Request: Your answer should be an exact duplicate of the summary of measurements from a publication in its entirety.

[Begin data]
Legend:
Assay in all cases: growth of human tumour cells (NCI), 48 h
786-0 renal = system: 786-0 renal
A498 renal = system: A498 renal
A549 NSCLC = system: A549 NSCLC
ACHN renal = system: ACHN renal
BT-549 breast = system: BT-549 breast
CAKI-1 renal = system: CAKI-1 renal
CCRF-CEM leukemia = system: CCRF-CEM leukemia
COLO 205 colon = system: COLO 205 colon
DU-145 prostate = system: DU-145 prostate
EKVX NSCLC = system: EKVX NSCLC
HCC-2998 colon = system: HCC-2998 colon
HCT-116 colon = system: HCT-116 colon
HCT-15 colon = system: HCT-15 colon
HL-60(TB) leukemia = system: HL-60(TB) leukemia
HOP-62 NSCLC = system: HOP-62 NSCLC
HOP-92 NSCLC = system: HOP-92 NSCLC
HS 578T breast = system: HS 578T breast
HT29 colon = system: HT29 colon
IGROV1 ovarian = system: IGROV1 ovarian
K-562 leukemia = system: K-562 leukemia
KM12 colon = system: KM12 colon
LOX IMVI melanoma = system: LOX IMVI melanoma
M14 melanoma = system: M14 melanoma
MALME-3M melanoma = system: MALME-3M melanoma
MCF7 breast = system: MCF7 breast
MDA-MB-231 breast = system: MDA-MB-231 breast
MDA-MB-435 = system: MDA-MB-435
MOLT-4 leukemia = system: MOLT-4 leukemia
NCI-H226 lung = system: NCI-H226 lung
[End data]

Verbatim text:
Legend:
Assay in all cases: growth of human tumour cells (NCI), 48 h
786-0 renal = system: 786-0 renal
A498 renal = system: A498 renal
A549 NSCLC = system: A549 NSCLC
ACHN renal = system: ACHN renal
BT-549 breast = system: BT-549 breast
CAKI-1 renal = system: CAKI-1 renal
CCRF-CEM leukemia = system: CCRF-CEM leukemia
COLO 205 colon = system: COLO 205 colon
DU-145 prostate = system: DU-145 prostate
EKVX NSCLC = system: EKVX NSCLC
HCC-2998 colon = system: HCC-2998 colon
HCT-116 colon = system: HCT-116 colon
HCT-15 colon = system: HCT-15 colon
HL-60(TB) leukemia = system: HL-60(TB) leukemia
HOP-62 NSCLC = system: HOP-62 NSCLC
HOP-92 NSCLC = system: HOP-92 NSCLC
HS 578T breast = system: HS 578T breast
HT29 colon = system: HT29 colon
IGROV1 ovarian = system: IGROV1 ovarian
K-562 leukemia = system: K-562 leukemia
KM12 colon = system: KM12 colon
LOX IMVI melanoma = system: LOX IMVI melanoma
M14 melanoma = system: M14 melanoma
MALME-3M melanoma = system: MALME-3M melanoma
MCF7 breast = system: MCF7 breast
MDA-MB-231 breast = system: MDA-MB-231 breast
MDA-MB-435 = system: MDA-MB-435
MOLT-4 leukemia = system: MOLT-4 leukemia
NCI-H226 lung = system: NCI-H226 lung